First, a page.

In Photo: Street vendors push their carts along a side street in Hanoi. Growth fell below 7 percent in 2008 for the first time in seven years and could drop to 5.2 percent this year, the government estimates, the slowest since 1999. (Bloomberg)
VIETNAMESE coffee farmer Le Thi Do looks up at the 5-meter-high ceiling of her six-bedroom, yellow house and then points to a small, squat building next door and says: “We used to live in that tiny one.”
Do, 71, has been a barometer of Vietnam’s fortunes since the French left in 1954. As the country divided, her family fled to the south, surviving the war, Communist victory and a decade of hardship that followed by growing vegetables. As the economy opened in 1986, she switched to coffee and prospered as the rate of economic growth tripled in five years.
Then, the boom that benefited Do and millions of others started to slow. Prices of fuel, raw materials and labor soared as the currency fell. Banks, tied to funding state monopolies, became reluctant to lend to small businesses. Bad debts rose. Growth fell below 7 percent in 2008 for the first time in seven years and could drop to 5.2 percent this year, the government estimates, the slowest since 1999.
“This year has been very difficult for everyone,” said Do, who had to raise pay 20 percent for harvest pickers, to 120,000 dong ($5.75) a day. “We need funds for cultivation, but we have limited access to bank lending. You can get a loan if you have good connections. Otherwise, it’ll be little or no money.”
After two decades of development, Vietnam risks falling into the so-called middle-income trap, where rising earnings and costs outpace productivity. Government pledges to restructure banks, curb corruption and reorganize the public sector may take years, prompting investors to turn to faster-growing rivals in Southeast Asia, such as the Philippines and Indonesia.
“Moving through the middle-income bracket is risky and requires time, political will, perseverance and luck,” said Jonathan Pincus, an economist in Ho Chi Minh City with the Harvard Kennedy School’s Vietnam program. “The government needs to do more to reform the economy and get back to a sustainable higher rate of growth. You have to do the hard part of building institutions, building a legal system, enforcing the rules governing financial institutions.”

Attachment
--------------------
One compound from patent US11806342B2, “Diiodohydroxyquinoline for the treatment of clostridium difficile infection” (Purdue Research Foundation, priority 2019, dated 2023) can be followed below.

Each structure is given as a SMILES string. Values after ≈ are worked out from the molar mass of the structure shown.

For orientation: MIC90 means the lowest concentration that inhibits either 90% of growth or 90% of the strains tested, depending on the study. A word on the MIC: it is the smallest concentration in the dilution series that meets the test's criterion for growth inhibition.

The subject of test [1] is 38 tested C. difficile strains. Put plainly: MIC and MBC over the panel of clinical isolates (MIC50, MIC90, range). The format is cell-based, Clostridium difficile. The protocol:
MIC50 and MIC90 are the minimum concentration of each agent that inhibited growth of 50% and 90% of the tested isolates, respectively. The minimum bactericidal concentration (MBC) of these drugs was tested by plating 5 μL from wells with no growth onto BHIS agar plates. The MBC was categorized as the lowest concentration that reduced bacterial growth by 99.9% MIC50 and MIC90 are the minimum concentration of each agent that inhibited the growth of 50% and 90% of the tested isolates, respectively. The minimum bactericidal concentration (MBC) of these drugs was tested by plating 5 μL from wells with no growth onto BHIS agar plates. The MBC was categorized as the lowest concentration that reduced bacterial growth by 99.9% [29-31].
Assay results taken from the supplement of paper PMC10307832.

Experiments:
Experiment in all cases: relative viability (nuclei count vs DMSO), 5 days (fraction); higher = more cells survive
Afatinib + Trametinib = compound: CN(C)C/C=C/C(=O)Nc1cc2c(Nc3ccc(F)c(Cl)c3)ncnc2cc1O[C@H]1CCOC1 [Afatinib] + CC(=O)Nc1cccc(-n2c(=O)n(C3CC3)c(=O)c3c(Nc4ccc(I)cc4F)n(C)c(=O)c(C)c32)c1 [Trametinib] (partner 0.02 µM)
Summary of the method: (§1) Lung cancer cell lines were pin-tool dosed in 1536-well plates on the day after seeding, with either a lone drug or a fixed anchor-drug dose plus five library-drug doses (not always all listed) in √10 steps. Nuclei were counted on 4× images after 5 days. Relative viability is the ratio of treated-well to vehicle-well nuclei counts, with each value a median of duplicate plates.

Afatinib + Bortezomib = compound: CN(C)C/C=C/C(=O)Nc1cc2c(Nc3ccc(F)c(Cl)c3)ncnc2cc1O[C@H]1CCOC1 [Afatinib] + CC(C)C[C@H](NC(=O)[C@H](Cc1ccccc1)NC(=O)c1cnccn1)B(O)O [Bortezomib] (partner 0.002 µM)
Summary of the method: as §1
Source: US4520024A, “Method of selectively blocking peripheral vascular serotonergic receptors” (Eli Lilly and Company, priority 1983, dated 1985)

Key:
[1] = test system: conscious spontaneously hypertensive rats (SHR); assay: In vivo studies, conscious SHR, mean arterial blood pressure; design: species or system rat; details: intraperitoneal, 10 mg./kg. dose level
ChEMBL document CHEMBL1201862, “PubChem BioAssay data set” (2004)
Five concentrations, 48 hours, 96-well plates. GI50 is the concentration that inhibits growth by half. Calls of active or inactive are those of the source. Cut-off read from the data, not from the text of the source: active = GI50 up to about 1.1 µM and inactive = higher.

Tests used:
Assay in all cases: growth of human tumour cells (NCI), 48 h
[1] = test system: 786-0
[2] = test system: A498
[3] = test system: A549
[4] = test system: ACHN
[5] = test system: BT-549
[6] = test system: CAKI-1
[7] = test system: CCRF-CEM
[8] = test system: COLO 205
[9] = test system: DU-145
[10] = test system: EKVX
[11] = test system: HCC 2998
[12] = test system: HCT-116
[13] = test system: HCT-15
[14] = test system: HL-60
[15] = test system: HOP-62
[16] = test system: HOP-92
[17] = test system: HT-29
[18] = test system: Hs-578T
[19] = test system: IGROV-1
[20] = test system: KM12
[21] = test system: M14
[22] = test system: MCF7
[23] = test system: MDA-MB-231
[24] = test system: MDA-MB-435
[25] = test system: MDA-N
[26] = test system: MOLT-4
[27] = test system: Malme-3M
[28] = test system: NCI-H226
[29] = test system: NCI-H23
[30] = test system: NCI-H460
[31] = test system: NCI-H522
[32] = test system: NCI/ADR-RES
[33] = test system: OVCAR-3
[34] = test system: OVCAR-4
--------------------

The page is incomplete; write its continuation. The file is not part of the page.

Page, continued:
Government efforts to curb rising prices and stabilize the dong slowed growth to 4.7 percent in the first nine months of 2012. Inflation eased to a year-on-year pace of 6.48 percent in September from more than 23 percent in August 2011. The currency has risen about 0.9 percent this year against the dollar, after falling more than 7 percent in 2011.
The slowdown has hurt stocks, with the benchmark VN Index, Asia’s worst performer in 2011, down 18 percent since its peak this year on May 8. Yields on five-year government bonds have fallen 220 basis points since the start of 2012, to 10.35 percent, as inflation decelerated and lenders sought the relative safety of state-backed debt.
Communist Party General Secretary Nguyen Phu Trong apologized two days ago in a televised address to the nation for “big mistakes” made by the ruling party, including corruption and lax oversight of state-owned conglomerates.
“We are trying to speed up the restructuring process of state companies, aiming to improve their operations and efficiency,” Deputy Finance Minister Vu Thi Mai, said in an October 11 interview. She said that as of the end of last month, 53 state enterprises had submitted restructuring plans to reduce costs and accelerate “the privatization process.”
The country faces a challenge that others have struggled to overcome. Of 101 middle-income economies in 1960, 13 attained the World Bank’s high-income bracket by 2008, including Japan, Hong Kong, Singapore, South Korea and Taiwan, according to a report this year from the Washington-based development lender.
Vietnam joined the World Bank’s lower-middle income bracket in 2009, with gross national income (GNI) per capita rising to $1,260 last year, from $110 two decades earlier, according to the bank’s web site.
The World Bank classifies lower-middle-income economies as those with GNI per capita of $1,026 to $4,035 and upper-middle income from $4,036 to $12,475.
Once Southeast Asia’s fastest-rising destination for foreign investment, Vietnam risks losing out as other nations in the region become more attractive to investors.
Pledged foreign direct investment (FDI) to Vietnam fell 28 percent in the first nine months of 2012 from a year earlier, the government says.
FDI inflows rose more than 31 percent in Malaysia and Indonesia in 2011 and an estimated 89 percent in neighboring Myanmar, compared with a 7-percent drop in Vietnam, according to the United Nations Conference on Trade and Development.
“The appetite that a lot of global investors have for Myanmar in particular now, but also countries like Indonesia and the Philippines, is based in part on disillusionment about Vietnam’s performance relative to its promise,” said Mark Gillin, a director of AIM Capital Management Ltd. in Ho Chi Minh City. “Given the work ethic and the dynamism of the people here, Vietnam should be doing far better.”
Moody’s Investors Service on September 28 cut the rating on Vietnam’s debt for the first time since 2010 to B2, leaving it on a par with Cambodia and five levels below Indonesia.
Vietnam’s banks have the highest level of bad debt in Southeast Asia, according to Moody’s.
Vietnam dropped 10 places to 75 on the World Economic Forum’s Global Competitive Index this year, swapping places with the Philippines, which rose 10 slots to 65.
Even so, the country has come a long way since 1986, when the government swapped Soviet-style central planning for “Doi Moi,” or economic renovation—allowing private business and granting packages of land to farmers to grow their own crops. Written by Bloomberg News